The hydrogen power scam

I wasn’t sure if I should post this under “Technology” or “Taiwan Politics,” but in order to (probably futilely) avoid a flame war, I thought I’d post it here. Anyway, people on this part of the forum hopefully have an actual interest in technology and real science, as opposed to politicized science.

What got me started on this topic was a news item I saw on TV about 10 days ago, where Tsai Ing-wen went to a “hydrogen energy” conference in Kaohsiung. Here is the English version of that news clip: Tsai Ing wen talks about developing hydrogen energy

The video clip gives the impression that “hydrogen energy” can be used to reduce our reliance on nuclear energy.

I’m going to go easy on Tsai and assume she doesn’t know anything about technology. To be fair, most politicians don’t, regardless of what party they belong to. But I’m going to be harsh on one of her beaming idiotic advisers, who unfortunately isn’t shown in this clip - he was gushing on TV that “hydrogen is the most abundant element in the universe, so we’ll never run out of it!” Of course, he’s right: Jupiter is 90% hydrogen, the sun is 72% hydrogen, and so on. Big fuck’in deal.

Here on planet Earth, all hydrogen is tightly locked up in chemical compounds, and freeing it takes energy. A lot of energy. So the first thing that needs to be understood is that hydrogen is not a source of energy. Rather, it can be separated and stored (for use with a fuel cell), which can be thought of as a type of storage battery. And if there is any hope of actually using hydrogen for, let’s say, powering fuel cell cars, the demand for electricity will rise considerably, making it more (rather than less) likely that we’ll need nuclear power plants. OK, some will argue that we can use solar and wind for generating electricity, rather than nukes or fossil fuels. In this thread, I’m not even going to argue that point. What I want to discuss is if it’s practical or even possible to run cars off of hydrogen fuel cells.

I would argue that it is not. And note that I’m not opposed to electric cars. In fact, I’m growing more enthusiastic about battery-powered electric vehicles (BEVs for short). I don’t yet have an electric scooter, but I might very well get one. They have come way down in price, though I keep hoping the batteries will get better (thus improving the range, which is still kind of limited). The Tesla is a pretty neat car, though still pricey, but it has potential.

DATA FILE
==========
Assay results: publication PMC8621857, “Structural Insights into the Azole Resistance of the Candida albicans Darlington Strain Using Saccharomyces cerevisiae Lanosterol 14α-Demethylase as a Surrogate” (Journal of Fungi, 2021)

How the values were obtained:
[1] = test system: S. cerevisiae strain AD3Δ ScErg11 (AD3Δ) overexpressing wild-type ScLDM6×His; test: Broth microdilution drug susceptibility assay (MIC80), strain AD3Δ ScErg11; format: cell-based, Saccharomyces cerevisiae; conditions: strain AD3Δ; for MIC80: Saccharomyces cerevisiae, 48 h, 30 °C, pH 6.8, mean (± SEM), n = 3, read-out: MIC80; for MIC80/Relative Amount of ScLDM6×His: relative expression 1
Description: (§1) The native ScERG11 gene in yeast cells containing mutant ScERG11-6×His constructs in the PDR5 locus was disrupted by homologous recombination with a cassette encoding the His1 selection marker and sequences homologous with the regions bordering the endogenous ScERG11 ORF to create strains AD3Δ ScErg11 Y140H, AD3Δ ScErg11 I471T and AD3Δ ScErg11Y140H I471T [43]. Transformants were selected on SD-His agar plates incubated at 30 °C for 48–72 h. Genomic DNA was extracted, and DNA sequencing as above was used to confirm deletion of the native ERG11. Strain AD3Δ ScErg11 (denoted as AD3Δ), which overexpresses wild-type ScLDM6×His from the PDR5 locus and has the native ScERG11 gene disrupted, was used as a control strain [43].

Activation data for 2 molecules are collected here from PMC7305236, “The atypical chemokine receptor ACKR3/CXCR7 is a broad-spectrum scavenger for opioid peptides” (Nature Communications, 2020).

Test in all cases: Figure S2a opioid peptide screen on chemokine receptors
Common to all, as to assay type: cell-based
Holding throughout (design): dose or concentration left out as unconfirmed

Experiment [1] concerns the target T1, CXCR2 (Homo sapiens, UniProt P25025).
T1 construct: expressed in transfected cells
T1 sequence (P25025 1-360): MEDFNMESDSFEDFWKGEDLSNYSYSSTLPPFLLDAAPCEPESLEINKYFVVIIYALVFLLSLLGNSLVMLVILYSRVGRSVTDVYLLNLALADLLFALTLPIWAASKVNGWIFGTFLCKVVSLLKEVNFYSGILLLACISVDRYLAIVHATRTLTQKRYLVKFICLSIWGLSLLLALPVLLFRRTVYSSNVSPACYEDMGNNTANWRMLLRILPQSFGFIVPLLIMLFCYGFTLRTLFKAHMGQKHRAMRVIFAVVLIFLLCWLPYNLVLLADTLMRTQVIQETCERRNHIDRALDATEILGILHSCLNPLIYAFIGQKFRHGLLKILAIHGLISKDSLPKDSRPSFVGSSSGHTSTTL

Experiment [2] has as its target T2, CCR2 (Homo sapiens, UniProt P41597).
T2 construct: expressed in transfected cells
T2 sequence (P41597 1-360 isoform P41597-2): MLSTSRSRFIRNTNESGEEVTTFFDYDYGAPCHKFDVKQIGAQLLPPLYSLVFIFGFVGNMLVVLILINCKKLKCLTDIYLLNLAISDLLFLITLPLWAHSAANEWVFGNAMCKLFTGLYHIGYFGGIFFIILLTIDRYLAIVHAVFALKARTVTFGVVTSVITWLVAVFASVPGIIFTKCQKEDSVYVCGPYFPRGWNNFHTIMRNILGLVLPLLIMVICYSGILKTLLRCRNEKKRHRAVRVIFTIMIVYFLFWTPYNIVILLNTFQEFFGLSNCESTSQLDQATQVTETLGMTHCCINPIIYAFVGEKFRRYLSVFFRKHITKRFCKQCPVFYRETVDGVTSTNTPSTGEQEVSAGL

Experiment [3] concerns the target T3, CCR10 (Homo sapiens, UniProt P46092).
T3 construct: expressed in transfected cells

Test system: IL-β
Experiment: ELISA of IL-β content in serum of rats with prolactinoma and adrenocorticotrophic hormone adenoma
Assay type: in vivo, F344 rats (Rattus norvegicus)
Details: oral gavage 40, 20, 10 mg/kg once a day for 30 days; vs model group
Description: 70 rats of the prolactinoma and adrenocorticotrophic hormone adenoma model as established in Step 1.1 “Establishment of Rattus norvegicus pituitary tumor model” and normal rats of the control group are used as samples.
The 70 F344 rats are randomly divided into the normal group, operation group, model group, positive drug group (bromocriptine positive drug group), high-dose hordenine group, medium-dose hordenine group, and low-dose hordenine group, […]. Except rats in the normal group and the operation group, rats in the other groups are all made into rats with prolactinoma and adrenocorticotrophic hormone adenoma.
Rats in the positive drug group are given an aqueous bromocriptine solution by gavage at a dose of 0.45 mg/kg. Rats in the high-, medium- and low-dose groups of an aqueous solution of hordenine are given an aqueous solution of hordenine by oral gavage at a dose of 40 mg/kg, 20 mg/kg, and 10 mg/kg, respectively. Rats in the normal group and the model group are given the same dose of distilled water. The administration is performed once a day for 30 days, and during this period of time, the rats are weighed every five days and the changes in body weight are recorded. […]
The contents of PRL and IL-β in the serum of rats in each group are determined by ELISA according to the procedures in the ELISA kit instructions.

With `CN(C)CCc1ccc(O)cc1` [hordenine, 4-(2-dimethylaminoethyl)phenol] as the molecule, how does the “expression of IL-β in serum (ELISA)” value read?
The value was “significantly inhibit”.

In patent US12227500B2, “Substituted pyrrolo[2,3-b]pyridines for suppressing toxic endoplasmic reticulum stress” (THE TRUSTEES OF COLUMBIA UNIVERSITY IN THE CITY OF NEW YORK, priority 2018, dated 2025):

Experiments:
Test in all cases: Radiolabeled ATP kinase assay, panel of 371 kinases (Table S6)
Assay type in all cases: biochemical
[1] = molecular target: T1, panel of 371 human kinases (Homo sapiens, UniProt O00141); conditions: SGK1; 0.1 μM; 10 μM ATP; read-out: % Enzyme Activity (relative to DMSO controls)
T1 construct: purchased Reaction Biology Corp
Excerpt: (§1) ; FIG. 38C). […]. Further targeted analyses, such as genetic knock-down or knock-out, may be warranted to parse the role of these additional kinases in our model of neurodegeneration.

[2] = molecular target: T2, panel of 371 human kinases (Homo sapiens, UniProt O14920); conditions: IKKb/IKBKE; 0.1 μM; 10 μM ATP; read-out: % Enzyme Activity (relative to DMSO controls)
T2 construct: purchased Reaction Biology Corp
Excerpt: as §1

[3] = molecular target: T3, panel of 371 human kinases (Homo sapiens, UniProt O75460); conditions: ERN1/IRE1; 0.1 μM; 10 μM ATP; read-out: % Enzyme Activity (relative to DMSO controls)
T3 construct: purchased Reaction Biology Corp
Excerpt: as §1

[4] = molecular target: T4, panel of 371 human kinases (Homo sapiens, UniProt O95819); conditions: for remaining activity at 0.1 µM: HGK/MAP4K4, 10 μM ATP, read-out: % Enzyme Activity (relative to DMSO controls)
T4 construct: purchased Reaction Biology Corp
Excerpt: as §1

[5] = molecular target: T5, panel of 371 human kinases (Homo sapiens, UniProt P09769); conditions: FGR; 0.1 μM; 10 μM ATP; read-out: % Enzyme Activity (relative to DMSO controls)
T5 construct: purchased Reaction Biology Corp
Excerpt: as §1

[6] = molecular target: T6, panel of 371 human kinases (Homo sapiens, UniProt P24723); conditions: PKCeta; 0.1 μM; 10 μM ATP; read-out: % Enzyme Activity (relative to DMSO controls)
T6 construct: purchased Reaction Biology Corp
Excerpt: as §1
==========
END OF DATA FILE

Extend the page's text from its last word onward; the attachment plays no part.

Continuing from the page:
Fuel-cell vehicles (FCVs) fail in just about every way. Yes, there are a few experimental ones on the road, very heavily subsidized. I think they exist mainly because lobbyists from the fossil fuel industry want to divert everyone’s attention away from BEVs. The logic seems to be to keep the public from actually purchasing a BEV for as long as possible because everyone “knows” that soon they’ll be made obsolete by FCVs. The excellent documentary movie Who Killed the Electric Car? made that very point 10 years ago.

I could spend the rest of my day (or week) writing up why FCVs are such a failure, but I don’t have to. I found a link to someone who is a real engineer who took the time to build an actual FCV and do all the analysis - he spells it out the problems clearer than I possibly could. I’ll give you the link. It’s a 3-part link, and a long read, but if you’re a technology geek with any interest in hydrogen fuel cells, you owe it to yourself to read this. I’d rather not hear from anybody who says “I haven’t read the article, but you’re wrong because…” I like technology, but don’t spare much time for emotional knee-jerkism.

OK, so without further ado… Why fuel cell cars don’t work - part 1

I hope to hear some informed and intelligent responses, even if you don’t agree with me.


Just to add, i have seen these in the news over the last few weeks

They get around some of the dangers of the hydrogen fuel cells, by storing the hydrogen in a solid state instead of a compressed gas or liquid.

It has quite a few potential uses but the one that catches the public eye is the extended flight time of drones.


“Nikola Motor”? Srsly? Whoever came up with that needs a creativity transplant.

It would probably shrivel up and be rejected.

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Hydrogen looks like it could be big in five to ten years…